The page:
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New Developments Rock 401(k) Plan World

05.28.2015

May 2015

Two recent developments in the form of new regulations issued by the Department of Labor (DOL) and a new Supreme Court decision have rocked the world of 401(k) plans. These changes simultaneously alter the traditional relationship between smaller employers who sponsor 401(k) plans and the financial services industry while expanding the fiduciary responsibilities of employers regarding their menu of 401(k) plan investment options. This article provides a brief overview of these new developments, which will be analyzed in our upcoming Benefits Webinar on July 14th.

New DOL Regulations for Investment Professionals

On April 20th, the DOL revised and reissued new proposed regulations that expand the definition of an ERISA fiduciary to include most investment professionals who provide investment advice to small employer plans and their participants. In the past, investment professionals who received commission-based compensation for their plan advisory services (e.g. 12b-1 fees, revenue sharing payments, marketing fees, administrative fees, sub-TA fees, sub-accounting fees, and other third-party payments) could avoid fiduciary status. By avoiding fiduciary status, investment professionals were able to steer clear of the prohibited transaction rules under the Internal Revenue Code and ERISA, which generally bar a fiduciary investment advisor from receiving, directly or indirectly, any compensation that is related to the selection of an investment by the plan sponsor or a participant.

Under the new regulations, only investment advisors who provide investment recommendations to a "large plan investor with financial expertise" (defined as plans with at least 100 or more participants or $100 million in assets) can avoid fiduciary status under the so-called "seller’s exemption" for large plans. For smaller plans, the DOL has proposed a limited class exemption from the prohibited transaction rules (known as the "best interests contract" or BIC exemption) that allows investment professionals to continue to provide investment advice to the sponsor of a 401(k) plan and receive commission-based compensation from the plan’s investments under certain scenarios. Under the BIC exemption, however, an investment professional can advise only an individual participant or beneficiary concerning personal investment decisions, or the fiduciary who manages the assets of a non-participant-directed plan. The BIC exemption does not permit an investment professional to provide recommendations to a plan sponsor concerning the plan’s menu of investment options and receive commission-based compensation from those investment options from a participant-directed 401(k) plan.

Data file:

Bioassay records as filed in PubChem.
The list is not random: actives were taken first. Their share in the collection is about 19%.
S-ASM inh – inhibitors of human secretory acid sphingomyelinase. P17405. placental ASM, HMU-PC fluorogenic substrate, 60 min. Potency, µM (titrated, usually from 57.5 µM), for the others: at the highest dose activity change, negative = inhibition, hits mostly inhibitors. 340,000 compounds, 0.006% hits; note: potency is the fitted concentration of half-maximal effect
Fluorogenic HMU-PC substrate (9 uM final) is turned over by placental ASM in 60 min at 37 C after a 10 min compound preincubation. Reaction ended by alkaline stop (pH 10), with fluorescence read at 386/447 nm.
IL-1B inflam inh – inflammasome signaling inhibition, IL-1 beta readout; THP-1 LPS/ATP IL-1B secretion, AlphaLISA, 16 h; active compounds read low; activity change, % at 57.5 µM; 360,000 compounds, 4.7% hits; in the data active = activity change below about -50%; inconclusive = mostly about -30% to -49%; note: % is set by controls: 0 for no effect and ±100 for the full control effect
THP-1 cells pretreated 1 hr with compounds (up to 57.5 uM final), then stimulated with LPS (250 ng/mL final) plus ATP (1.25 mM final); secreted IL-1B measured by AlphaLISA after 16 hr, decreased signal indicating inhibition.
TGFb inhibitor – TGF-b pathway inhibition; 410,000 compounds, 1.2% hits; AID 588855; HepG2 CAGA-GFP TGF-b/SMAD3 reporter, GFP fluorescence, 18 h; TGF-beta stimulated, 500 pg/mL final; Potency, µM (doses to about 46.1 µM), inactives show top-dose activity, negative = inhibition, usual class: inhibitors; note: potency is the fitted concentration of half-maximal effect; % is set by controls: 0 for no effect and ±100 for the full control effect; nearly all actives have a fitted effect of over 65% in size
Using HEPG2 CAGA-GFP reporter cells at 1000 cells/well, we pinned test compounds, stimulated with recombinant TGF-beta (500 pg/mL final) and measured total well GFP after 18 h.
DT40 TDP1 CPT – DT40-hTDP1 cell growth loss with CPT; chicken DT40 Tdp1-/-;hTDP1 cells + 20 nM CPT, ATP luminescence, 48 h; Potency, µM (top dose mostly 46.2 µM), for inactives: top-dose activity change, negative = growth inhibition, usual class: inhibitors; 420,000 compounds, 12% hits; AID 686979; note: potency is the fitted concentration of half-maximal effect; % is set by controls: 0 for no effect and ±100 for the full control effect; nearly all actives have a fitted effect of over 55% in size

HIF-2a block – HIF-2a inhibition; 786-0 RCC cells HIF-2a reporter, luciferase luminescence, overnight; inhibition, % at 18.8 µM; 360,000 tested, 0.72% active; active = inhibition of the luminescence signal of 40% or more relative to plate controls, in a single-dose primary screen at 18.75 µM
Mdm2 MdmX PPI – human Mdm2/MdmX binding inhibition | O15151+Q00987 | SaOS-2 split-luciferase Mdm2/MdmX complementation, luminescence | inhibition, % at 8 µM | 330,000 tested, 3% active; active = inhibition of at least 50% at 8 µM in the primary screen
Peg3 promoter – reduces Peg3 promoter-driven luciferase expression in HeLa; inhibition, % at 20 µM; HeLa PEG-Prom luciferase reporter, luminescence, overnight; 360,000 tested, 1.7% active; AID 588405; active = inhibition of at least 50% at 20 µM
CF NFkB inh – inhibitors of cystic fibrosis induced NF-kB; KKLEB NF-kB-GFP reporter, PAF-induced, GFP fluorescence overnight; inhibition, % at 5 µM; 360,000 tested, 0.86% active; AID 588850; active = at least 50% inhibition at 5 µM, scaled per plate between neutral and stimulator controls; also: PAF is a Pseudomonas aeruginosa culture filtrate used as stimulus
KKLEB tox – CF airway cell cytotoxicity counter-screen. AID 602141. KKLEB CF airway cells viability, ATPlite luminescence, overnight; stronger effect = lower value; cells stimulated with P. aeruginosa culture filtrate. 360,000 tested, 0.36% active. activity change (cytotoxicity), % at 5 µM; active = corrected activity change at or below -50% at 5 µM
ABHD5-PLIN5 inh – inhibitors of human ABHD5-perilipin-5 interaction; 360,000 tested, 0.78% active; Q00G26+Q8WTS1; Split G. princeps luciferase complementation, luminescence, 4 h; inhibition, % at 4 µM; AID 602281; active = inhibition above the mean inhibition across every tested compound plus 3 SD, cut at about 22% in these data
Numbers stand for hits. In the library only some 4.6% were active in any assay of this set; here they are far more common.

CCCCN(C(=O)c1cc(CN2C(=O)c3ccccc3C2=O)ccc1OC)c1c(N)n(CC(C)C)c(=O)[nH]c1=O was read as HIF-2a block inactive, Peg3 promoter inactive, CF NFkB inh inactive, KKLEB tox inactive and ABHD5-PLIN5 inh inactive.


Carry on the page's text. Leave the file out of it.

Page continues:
Tibble v. Edison

On May 18th, a unanimous Supreme Court held in Tibble v. Edison International that a fiduciary who selects the investment options for a participant-directed plan has an ongoing fiduciary duty to prudently monitor the plan’s investment options and to remove any options that become imprudent. In Tibble, the Court held that ERISA’s six-year statute of limitations did not bar the plaintiffs’ claims concerning investment options that were selected by the plan’s sponsor more than six years prior to the date the complaint was filed. According to the Tibble Court, the fiduciary’s duty to monitor the plan’s menu of investment options exists "separate and apart from the [fiduciary’s] duty to exercise prudence in selecting investments at the outset." Although Tibble involved an ERISA-regulated plan sponsored by a private employer, the reasoning of the decision was grounded in the common law of trusts, which governs both ERISA-exempt plans sponsored by governmental employers, and private trusts used in estate planning.

Tying these two developments together, what are the implications for employers who sponsor participant-directed 401(k) plans? First, the employer who sponsors a 401(k) plan acts a fiduciary (and thus is potentially personally liable) when selecting the plan’s menu of investment choices available to participants. Tibble makes clear that the employer’s fiduciary responsibilities do not end with the initial selection of the plan’s investment options. Rather, 401(k) plan sponsors have an on-going duty to periodically monitor the plan’s investment options, and to remove or change those options that are no longer prudent, either due to poor investment performance or because the fees and expenses charged by the mutual fund are excessive. Second, these developments reinforce the requirement of a 401(k) plan sponsor to continually monitor the professionals who provide investment advice and their compensation arrangements. Third, given the enhanced level of fiduciary responsibility for plan investments, plan sponsors will want to review the fiduciary structure of their plan documents to assess the risk of personal liability and the terms of coverage under their fiduciary liability insurance policies.

These pro-active responses will be explored in in our upcoming Benefits Webinar on July 14th. The ERISA attorneys in our Labor, Employment and Benefits Practice Group have already responded to these developments by scheduling fiduciary risk management reviews and related training sessions in response to requests by our clients. If you are interested in scheduling these services for your firm, please contact Dan Wintz (dan.wintz@koleyjessen.com) or Adam Cockerill (adam.cockerill@koleyjessen.com) for more information.

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